The Alumni War of Words on “Hazing” Continues

Defining hazing isn’t a black and white affair.

With all the furor that’s come up over Andrew Lohse ’12’s accusations of hazing at SAE, not to mention Ravital Segal KKG ’09’s story in The Huffington Post, one might get the feeling that Dartmouth Greek life is nothing more than Thunderdome writ small to weed out those not deserving of getting a free ticket to the 1%. The losers who get no bid or depledge are relegated to occupying a school provided tent in front of Collis, just like the rest of  the 99%. Any defense has been derided by outside observers as proof that such practices are commonplace, and a method of culling the American elite of the future.

However, two defenders of the Greek system aren’t taking the usual tack. Over the last several days there’ve been articles from Ariana Dugan ’09 and Snowden Wright SAE ’04 who put a different spin on their defense of Greek life.

They make two primary points: first, nobody is forced to join a Greek organization against their will. If you don’t like it, leave, but don’t sit there and behave like you’re a victim. Grow a spine and do something about it, or don’t whine about it later.

Second, while what Ms. Segal experienced is almost certainly criminal, it was an aberration, not the norm. The most disgusting acts Wright endured were getting pelted with mashed potatoes and gnawing the head off a fish. Ms. Dugan was asked to drink, but “only if [she wanted] to.”

Goofy? Sure. Disgusting in some cases? Yeah. Ultimately, though, these were harmless (though if Ms. Dugan was underage at the time, that would also be criminal, Dartmouth’s blind eye towards underage drinking notwithstanding). 

The problem, then, is twofold.

There are occasional excesses, but we might as well try to regulate when it snows in Hanover. People are people and people occasionally do stupid things. You can punish it, yes, but you’ll never be able to stamp it out fully. It’s ultimately up to the people who compose an organization to determine what sort of character said organization will take on.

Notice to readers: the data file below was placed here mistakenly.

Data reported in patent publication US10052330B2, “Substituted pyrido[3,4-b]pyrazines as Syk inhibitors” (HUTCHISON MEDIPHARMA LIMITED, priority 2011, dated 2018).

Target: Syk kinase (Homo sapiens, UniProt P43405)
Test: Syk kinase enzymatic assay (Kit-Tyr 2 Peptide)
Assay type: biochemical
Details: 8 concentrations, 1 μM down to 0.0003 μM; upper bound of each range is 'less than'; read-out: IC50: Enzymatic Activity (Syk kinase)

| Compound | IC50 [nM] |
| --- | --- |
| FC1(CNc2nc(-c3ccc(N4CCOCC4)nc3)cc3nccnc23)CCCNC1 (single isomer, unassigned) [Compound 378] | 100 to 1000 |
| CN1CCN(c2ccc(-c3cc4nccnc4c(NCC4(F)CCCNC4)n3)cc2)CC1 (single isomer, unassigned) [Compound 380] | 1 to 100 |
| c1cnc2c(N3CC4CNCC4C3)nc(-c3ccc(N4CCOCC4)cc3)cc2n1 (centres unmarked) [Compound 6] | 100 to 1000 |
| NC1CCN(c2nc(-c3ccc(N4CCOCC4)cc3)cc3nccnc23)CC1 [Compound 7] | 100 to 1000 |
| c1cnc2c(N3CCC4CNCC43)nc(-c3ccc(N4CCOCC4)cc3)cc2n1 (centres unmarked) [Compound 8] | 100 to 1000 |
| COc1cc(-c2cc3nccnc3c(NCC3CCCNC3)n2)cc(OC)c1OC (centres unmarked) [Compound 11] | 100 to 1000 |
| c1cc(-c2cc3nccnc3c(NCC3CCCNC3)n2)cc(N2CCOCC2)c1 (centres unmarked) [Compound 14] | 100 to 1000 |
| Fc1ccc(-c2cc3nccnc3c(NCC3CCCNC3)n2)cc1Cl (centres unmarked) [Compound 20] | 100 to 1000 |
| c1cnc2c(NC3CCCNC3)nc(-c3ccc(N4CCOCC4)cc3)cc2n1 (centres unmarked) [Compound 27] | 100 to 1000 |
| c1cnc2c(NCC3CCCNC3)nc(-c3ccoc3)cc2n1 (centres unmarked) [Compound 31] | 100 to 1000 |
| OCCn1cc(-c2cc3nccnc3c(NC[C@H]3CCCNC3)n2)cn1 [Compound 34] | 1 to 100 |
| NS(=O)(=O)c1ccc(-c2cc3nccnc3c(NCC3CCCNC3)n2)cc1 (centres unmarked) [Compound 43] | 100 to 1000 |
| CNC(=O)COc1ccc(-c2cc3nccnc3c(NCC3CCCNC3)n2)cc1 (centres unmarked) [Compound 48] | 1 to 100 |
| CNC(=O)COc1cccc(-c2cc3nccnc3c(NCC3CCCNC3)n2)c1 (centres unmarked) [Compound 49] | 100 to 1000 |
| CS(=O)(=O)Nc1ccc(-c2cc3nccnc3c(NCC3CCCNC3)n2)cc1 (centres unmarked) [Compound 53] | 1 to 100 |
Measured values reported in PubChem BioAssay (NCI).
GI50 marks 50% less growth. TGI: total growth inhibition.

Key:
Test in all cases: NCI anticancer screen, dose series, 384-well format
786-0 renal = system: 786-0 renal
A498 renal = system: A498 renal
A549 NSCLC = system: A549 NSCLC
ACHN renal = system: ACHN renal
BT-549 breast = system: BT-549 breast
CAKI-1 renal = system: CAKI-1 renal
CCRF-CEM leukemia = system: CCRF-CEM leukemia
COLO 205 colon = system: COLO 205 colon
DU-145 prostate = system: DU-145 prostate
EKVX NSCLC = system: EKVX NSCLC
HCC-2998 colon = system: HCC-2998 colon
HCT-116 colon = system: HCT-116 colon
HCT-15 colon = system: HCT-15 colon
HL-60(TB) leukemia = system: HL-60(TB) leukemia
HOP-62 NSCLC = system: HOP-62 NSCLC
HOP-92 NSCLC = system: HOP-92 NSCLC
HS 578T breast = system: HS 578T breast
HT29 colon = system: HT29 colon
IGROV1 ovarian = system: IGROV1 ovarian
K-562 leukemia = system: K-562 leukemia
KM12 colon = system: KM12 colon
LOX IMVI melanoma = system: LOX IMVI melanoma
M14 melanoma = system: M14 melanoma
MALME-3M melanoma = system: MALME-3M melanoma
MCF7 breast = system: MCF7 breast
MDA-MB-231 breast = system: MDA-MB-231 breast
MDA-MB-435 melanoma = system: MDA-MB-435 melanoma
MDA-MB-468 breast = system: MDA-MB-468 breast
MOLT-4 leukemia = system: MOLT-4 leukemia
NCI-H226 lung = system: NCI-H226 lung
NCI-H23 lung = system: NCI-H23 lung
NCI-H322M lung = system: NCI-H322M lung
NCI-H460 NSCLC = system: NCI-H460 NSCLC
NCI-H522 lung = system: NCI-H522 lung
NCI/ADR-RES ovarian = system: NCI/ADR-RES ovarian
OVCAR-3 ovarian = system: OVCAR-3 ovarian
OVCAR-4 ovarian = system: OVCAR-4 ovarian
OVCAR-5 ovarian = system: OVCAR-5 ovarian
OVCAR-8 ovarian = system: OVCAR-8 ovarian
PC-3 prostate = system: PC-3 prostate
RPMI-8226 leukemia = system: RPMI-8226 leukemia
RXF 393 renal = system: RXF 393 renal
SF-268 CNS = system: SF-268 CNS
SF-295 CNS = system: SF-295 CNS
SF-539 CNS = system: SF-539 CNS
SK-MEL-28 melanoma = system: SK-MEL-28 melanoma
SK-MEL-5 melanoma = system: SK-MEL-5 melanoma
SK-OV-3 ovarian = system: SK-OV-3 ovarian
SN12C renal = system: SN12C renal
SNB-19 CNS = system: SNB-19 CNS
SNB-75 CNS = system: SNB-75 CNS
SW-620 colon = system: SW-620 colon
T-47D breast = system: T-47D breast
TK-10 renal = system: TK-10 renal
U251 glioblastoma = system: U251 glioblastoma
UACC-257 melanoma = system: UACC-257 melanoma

The other part of the problem is properly defining “hazing.” While the New Hampshire defines hazing as:

“Student hazing” is defined as “any act directed toward a student, or any coercion or intimidation of a student to act or to participate in an act, when (1) such act is likely or would be perceived by a reasonable person as likely to cause physical or psychological injury to any person; and (2) such act is a condition of initiation into, admission into, continued membership in or association with any organization.” The implied or expressed consent of any person toward whom an act of hazing is directed is not a defense to a charge under this anti-hazing statute.

All’s well and good, except we run into the problem of what a “reasonable person” would decide was hazing. Forced alcohol consumption, yes. Dodging mashed tubers? No. There is no bright line, so individual interpretation is the dominating factor in determing whether or not something is hazing. Is it a perfect law? Hardly. It leaves a lot open to interpretation, but then again, Greek houses can be pretty creative, necessitating a gray area. 

The solution, then, is people. Greek organizations would be well advised to be judicious and choose their members based on the content of their character. Also, avoid admitting as members people who make a habit out of mistreating the opposite sex, have an illicit substance problem, or a history of stabbing groups in the back with whom he/she has had a falling out.

Sterling C. Beard